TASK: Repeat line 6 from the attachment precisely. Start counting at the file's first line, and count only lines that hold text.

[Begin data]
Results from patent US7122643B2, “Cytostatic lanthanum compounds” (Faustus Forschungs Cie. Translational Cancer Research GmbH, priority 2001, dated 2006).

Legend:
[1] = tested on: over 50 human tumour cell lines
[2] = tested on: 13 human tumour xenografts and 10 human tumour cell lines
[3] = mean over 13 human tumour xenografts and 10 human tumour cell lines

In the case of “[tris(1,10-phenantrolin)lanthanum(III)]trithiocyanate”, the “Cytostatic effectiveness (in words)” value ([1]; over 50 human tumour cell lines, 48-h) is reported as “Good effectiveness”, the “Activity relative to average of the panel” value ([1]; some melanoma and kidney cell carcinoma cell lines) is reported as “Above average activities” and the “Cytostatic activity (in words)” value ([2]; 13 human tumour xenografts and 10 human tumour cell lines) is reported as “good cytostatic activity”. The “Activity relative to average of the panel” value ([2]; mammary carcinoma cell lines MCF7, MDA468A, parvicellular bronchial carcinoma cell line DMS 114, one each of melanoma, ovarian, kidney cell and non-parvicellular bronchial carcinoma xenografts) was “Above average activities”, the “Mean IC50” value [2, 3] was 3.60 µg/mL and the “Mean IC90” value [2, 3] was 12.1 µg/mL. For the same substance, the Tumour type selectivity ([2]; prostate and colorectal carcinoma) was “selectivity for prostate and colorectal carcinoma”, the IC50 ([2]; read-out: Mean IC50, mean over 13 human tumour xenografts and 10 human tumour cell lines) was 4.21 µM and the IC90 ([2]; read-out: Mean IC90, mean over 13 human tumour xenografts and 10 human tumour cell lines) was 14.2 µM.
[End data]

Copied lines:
In the case of “[tris(1,10-phenantrolin)lanthanum(III)]trithiocyanate”, the “Cytostatic effectiveness (in words)” value ([1]; over 50 human tumour cell lines, 48-h) is reported as “Good effectiveness”, the “Activity relative to average of the panel” value ([1]; some melanoma and kidney cell carcinoma cell lines) is reported as “Above average activities” and the “Cytostatic activity (in words)” value ([2]; 13 human tumour xenografts and 10 human tumour cell lines) is reported as “good cytostatic activity”. The “Activity relative to average of the panel” value ([2]; mammary carcinoma cell lines MCF7, MDA468A, parvicellular bronchial carcinoma cell line DMS 114, one each of melanoma, ovarian, kidney cell and non-parvicellular bronchial carcinoma xenografts) was “Above average activities”, the “Mean IC50” value [2, 3] was 3.60 µg/mL and the “Mean IC90” value [2, 3] was 12.1 µg/mL. For the same substance, the Tumour type selectivity ([2]; prostate and colorectal carcinoma) was “selectivity for prostate and colorectal carcinoma”, the IC50 ([2]; read-out: Mean IC50, mean over 13 human tumour xenografts and 10 human tumour cell lines) was 4.21 µM and the IC90 ([2]; read-out: Mean IC90, mean over 13 human tumour xenografts and 10 human tumour cell lines) was 14.2 µM.